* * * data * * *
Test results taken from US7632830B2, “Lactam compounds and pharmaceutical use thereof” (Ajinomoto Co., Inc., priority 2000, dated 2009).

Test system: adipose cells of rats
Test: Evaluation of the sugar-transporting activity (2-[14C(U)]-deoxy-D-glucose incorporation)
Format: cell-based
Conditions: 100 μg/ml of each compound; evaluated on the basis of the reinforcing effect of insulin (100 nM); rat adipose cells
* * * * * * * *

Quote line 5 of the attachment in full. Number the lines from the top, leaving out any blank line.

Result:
Conditions: 100 μg/ml of each compound; evaluated on the basis of the reinforcing effect of insulin (100 nM); rat adipose cells